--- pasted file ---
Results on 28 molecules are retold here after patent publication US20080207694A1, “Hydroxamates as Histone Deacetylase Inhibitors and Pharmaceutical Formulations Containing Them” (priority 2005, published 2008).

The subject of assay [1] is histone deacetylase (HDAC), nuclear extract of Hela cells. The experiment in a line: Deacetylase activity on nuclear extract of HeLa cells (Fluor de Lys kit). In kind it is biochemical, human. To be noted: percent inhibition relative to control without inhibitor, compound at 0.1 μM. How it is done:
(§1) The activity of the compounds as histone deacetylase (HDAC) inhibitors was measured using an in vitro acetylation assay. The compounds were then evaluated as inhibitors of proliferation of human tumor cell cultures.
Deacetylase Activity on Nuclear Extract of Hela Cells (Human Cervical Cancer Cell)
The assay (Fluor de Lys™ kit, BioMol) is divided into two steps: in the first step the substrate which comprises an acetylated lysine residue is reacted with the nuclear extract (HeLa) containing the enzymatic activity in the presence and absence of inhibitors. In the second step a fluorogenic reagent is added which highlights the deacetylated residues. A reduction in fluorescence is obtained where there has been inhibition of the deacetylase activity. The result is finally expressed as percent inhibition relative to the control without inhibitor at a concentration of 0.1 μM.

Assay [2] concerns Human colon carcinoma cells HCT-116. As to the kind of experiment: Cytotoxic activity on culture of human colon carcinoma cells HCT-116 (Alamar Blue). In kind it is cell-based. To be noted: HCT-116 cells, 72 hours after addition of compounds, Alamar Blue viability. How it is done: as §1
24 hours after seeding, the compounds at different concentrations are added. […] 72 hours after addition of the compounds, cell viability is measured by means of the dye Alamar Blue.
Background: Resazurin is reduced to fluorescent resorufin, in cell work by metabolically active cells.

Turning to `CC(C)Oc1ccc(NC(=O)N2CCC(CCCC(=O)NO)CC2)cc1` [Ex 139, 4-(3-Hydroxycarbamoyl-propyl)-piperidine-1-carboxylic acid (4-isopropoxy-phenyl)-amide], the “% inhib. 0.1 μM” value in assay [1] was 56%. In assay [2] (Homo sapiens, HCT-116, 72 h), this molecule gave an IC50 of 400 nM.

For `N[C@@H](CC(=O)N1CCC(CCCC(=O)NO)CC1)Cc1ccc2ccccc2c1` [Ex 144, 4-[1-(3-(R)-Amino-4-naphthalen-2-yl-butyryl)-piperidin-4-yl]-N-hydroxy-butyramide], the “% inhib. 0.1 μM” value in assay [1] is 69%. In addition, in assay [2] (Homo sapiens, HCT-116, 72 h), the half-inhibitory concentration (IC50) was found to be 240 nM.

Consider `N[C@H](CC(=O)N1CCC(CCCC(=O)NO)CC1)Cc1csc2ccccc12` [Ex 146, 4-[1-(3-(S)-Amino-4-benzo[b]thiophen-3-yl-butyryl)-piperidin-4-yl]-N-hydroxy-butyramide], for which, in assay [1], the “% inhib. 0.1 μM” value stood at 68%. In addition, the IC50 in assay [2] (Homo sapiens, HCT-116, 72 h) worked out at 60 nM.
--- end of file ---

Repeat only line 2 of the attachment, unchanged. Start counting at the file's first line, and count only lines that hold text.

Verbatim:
The subject of assay [1] is histone deacetylase (HDAC), nuclear extract of Hela cells. The experiment in a line: Deacetylase activity on nuclear extract of HeLa cells (Fluor de Lys kit). In kind it is biochemical, human. To be noted: percent inhibition relative to control without inhibitor, compound at 0.1 μM. How it is done: